Also Ash, like Oak will have boards that will vary some in color in the natural state. I selected the darker boards for the wine racks.

    Jiggs Elphison

    hey jiggs show steve some pics if yu have them
    If in Doubt, Build it Stout!
    One hand washes the other!
    Don't put off today till tomorrow!

  6. #6
    Join Date
    Nov 2008
    Location
    Ottawa, Ontario, Canada
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    Steve, I have used ash to build a dining room table, a woodbox for my son and a number of cutting boards. I think it is great. (here are some PICs) I wish I culd get it that cheap. If it were me and the size is right I would buy as much as possible.
    Attached Thumbnails Attached Thumbnails IMG_0691.jpg   IMG_0697.jpg   IMG_1056.jpg   IMG_1058.jpg   IMG_1119.jpg  

    IMG_1120.jpg  
    Bruce

  7. #7
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    GTA Ontario Canada
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    Go for it. I just purchase some ash at C$2.50 per bd ft. to play around with. So at $0.25 I would not hesistate. And for the chance to play around at a sawmill heck i would pay $1.00 per BD ft or more.

    Its a hard wood. Used some for handles good for taking a beating. Going to use the stuff i just bought for some of my workbench trim.

    Pieces i got are a bit of a beast. They were rough sawn no problem but i am totally a novice at reading the grain. Oh boy i have grain going in opposite directions on the same face of my boards. All flat sawn.

    Tear our tear out tear out. If its not one end, its the other. Light cuts is what i do on the jointer and planer.

    Luckily for my application i am not too concerned by the tearout. I battle with reading a rough board.

    Next time i go to timber joint aint going without my blockplan and sharpened and will pick a time when the guy is quiet and will spend some time with me and educate me.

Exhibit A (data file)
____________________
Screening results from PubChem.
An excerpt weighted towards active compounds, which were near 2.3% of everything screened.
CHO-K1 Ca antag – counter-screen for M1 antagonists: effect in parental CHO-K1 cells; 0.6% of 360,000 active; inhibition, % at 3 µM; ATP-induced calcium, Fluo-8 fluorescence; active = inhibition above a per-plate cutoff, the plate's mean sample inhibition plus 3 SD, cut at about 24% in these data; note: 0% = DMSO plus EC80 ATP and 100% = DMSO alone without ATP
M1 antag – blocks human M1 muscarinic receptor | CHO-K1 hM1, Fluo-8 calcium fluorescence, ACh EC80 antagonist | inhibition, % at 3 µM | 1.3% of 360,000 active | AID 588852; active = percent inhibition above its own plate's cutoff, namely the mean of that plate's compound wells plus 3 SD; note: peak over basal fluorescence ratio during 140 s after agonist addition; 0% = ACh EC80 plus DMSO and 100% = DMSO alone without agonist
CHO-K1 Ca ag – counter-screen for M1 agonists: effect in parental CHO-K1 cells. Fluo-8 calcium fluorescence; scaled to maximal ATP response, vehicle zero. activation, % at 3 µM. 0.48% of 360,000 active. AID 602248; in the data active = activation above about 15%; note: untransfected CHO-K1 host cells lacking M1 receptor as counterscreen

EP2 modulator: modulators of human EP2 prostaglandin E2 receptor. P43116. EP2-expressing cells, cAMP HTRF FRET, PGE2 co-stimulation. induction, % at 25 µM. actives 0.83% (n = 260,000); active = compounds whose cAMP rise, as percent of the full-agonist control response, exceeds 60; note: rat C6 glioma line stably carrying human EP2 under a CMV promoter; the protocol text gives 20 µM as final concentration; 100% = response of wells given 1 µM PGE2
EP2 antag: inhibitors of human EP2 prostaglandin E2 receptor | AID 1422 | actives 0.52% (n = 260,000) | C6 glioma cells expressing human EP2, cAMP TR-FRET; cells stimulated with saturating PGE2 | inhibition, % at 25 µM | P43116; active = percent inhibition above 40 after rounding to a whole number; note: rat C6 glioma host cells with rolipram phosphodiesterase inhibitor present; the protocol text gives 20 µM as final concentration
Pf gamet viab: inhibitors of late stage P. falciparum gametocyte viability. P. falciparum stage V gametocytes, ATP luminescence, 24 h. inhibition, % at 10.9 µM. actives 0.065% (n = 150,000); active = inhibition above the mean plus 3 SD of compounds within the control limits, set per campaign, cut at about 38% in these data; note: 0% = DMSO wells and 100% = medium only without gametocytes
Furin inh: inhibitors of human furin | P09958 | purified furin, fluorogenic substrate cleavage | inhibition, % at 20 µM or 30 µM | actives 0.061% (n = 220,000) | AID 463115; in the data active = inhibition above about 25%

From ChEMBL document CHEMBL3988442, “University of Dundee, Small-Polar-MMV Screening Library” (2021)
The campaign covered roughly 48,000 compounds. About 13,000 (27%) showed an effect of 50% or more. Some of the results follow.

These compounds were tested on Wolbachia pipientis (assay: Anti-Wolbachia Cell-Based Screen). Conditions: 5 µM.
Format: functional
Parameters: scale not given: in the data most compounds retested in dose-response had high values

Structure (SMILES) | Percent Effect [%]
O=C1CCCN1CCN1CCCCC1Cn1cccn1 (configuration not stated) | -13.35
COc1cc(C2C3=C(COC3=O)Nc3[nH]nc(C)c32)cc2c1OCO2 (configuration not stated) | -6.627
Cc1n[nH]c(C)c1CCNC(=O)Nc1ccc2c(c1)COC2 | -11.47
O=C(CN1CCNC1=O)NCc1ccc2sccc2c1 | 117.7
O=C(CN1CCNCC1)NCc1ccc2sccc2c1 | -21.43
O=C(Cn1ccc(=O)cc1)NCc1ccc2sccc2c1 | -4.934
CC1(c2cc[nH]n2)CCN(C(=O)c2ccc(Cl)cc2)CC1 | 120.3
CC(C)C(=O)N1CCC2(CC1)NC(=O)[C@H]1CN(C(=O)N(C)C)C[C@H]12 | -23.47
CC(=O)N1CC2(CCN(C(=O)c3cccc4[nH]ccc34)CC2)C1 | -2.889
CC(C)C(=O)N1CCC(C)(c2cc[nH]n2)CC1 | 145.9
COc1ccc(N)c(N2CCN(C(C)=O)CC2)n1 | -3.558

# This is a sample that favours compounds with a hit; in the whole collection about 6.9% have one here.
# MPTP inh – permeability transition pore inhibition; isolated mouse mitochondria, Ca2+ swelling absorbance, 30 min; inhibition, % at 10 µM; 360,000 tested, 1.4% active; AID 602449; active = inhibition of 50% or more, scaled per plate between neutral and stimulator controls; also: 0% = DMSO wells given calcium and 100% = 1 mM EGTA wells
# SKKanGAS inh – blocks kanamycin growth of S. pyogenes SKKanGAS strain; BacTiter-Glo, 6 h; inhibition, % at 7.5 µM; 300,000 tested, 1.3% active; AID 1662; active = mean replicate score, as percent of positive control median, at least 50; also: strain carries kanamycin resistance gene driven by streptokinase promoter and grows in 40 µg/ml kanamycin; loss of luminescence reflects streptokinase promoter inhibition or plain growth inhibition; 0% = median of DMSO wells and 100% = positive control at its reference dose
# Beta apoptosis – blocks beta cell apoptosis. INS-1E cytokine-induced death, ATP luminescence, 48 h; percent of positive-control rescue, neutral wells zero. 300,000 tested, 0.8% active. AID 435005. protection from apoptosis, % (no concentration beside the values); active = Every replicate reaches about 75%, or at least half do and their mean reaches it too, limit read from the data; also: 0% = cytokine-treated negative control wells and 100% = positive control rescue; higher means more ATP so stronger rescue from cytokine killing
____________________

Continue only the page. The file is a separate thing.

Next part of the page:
Buying cheap is one thing but cheap aint cheap if you have my experience with it. Great to learn but i dont want to be doing it each time.

    Oh and i selected through the whole pile patiently so i messed up. Lack of knowledge and practice.
    cheers

  8. #8
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    Sweet. I think I will keep it. Usually around here, ash is for wood stoves. Will be another month or so, until I can get these trees dropped. Got to heal up good first.

  9. #9
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    Nov 2006
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    Rochester
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    I love ash...it can be prettier than oak IMO and is often less expensive. It's fairly light by nature but it's takes stain nicely, and you can get the grain to pop nicely. The grain patterns on ash tend to be more free flowing than oak. It's stable, machines well, and can be used for all kinds of furniture applications. Our dining room table and chairs are ash that's stained a rich auburn brown, and we love it.
    Got Wood?

  10. #10
    Join Date
    Oct 2009
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    Dennison, MN
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    Quote Originally Posted by Rob Keeble View Post
    And for the chance to play around at a sawmill heck i would pay $1.00 per BD ft or more.
    Note to self: Buy sawmill, and charge people to hang out around it.